NASA Counts Down to August Solar Eclipse

(CN) Millions of Americans will be able to see the cosmos dance their way across the nation without interruption for the first time in 99 years on Aug. 21, and NASA is preparing for the upcoming solar eclipse with safety tips and plans to live-stream the event.

The eclipse will provide a unique opportunity to study the sun, Earth, moon and their interaction because of the eclipse’s long path over land coast to coast, the National Air and Space Agency said in a statement. Scientists will be able to take ground-based and airborne observations over a period of an hour and a half to complement the wealth of data and images provided by space assets.

NASA held a press conference Wednesday featuring logistics and science briefings at the Newseum in Washington, D.C.

During our busy lives, sometimes we forget that we’re sitting on a planet that’s turning on its axis with a celestial body right next to it that was ripped out of the planet really late in it’s formation, our moon. And everything is based in the casus and the fields of our star, the sun. The most important star for us, because it gives us life, it is supporting everything we do but it’s also the ˜Rosetta Stone of all stars, said Thomas Zurbuchen, associate administrator of NASA’s Science Mission Directorate.

Zurbuchen added, The eclipse is important because these bodies come into alignment in a cosmic moment that we are all being part of. These cosmic moments where nature speaks to us in an emotional way, sometimes come loud, like thunderstorms, storms, hurricanes and earthquakes, but this one will be silent. Day will turn into night and back again. The sun will not know about the eclipse. But you will.

Fourteen states across the U.S. will experience more than two minutes of darkness over the course of 100 minutes on Aug. 21.

A partial eclipse will be visible throughout all of North America.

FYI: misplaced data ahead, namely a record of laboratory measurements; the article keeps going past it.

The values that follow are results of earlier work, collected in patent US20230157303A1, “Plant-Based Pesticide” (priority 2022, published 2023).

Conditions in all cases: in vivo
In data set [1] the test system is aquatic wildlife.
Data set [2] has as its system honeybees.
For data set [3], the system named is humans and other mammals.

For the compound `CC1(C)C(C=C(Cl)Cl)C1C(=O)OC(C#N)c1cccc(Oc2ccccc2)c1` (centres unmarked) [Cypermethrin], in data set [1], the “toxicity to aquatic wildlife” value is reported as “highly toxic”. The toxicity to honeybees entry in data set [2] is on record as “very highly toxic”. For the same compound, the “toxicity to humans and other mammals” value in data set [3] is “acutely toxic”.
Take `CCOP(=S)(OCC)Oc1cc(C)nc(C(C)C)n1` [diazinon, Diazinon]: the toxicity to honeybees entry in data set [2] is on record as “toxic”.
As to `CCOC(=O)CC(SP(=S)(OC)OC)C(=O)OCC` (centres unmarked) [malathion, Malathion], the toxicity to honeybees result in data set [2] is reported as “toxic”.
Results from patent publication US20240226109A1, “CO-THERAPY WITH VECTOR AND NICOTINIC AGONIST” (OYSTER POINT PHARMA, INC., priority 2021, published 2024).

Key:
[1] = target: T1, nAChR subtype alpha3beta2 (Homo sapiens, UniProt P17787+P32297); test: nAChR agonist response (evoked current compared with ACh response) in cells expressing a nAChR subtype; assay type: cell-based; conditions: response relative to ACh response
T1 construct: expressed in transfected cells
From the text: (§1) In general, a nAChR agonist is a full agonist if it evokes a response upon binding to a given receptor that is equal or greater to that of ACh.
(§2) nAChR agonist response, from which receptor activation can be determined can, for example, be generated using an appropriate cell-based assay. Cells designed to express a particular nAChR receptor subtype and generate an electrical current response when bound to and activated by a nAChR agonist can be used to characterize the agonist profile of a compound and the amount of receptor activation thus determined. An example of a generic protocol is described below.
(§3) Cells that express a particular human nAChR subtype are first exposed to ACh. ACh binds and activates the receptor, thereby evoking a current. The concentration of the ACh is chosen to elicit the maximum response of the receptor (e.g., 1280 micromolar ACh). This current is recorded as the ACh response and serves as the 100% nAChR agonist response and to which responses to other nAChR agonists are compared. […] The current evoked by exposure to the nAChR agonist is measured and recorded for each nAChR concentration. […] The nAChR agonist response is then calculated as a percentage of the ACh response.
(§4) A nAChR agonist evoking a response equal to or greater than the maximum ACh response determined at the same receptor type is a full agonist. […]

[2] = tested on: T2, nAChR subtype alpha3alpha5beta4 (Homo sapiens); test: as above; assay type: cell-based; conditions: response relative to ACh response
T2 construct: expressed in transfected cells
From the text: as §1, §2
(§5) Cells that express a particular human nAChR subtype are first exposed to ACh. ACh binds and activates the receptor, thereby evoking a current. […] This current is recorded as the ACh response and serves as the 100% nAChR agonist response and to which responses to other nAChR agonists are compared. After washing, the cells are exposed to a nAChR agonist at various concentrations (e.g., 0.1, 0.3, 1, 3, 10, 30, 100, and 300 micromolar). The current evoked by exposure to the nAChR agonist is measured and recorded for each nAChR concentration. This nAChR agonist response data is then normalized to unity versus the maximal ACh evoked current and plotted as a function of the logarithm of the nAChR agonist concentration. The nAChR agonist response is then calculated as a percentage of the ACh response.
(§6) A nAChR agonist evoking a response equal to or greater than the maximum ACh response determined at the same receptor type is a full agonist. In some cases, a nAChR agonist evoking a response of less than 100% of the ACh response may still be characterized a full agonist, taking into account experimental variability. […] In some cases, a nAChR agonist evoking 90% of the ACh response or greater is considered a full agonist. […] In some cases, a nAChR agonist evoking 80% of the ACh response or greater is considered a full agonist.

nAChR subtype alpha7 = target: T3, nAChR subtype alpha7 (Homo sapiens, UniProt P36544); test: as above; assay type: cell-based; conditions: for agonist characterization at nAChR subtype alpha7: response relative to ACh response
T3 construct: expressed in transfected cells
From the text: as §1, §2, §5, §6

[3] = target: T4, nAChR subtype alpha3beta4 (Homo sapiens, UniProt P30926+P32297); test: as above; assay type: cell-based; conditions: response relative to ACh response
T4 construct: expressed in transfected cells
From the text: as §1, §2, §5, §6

The path of totality, where the moon will completely cover the sun and its corona, will span from Lincoln Beach, Ore., to Charleston, S.C., and pass through portions of 14 states. The path is thin, only around 70 miles wide.

According to NASA, the first point of contact will be at Lincoln Beach, Ore., at 9:05 a.m. PST. Totality there begins at 10:16 a.m.

The eclipse will then cross through Oregon, Idaho, Wyoming, Montana, Nebraska, Iowa, Kansas, Missouri, Illinois, Kentucky, Tennessee, Georgia, and North and South Carolina over the following hour and a half.

The total eclipse will then end near Charleston at 2:48 p.m. EST, before the lunar shadow leaves the U.S. at 4:09 EST, according to the space agency.

The longest period when the moon completely blocks the sun from any point along its path will be about two minutes and 40 seconds, and will take place near Carbondale, Ill., NASA says.

The U.S. Postal Service has released a special postage stamp for the event. Heat from one’s finger changes the moon on the sticker to an eclipse.

NASA urges spectators to not to have an eclipse in judgment while viewing and to wear proper safety glasses.

The hashtag #eclipse2017 is being utilized throughout the social media sphere to commemorate the event that won’t happen again until April 2024.

NASA has provided safety tips for viewing the once-in-a-lifetime phenomenon and will provide a non-stop live stream of the event across the country through a variety of ground and space-based assets, including airplanes, satellites, balloons and telescopes.

This is a really amazing chance to open the public’s eye to wonder and get people to think about the amazing natural phenomenon on the surface of the earth that is a solar eclipse, said Angela Des Jardins, principal investigator of the Eclipse Ballooning Project at Montana State University.

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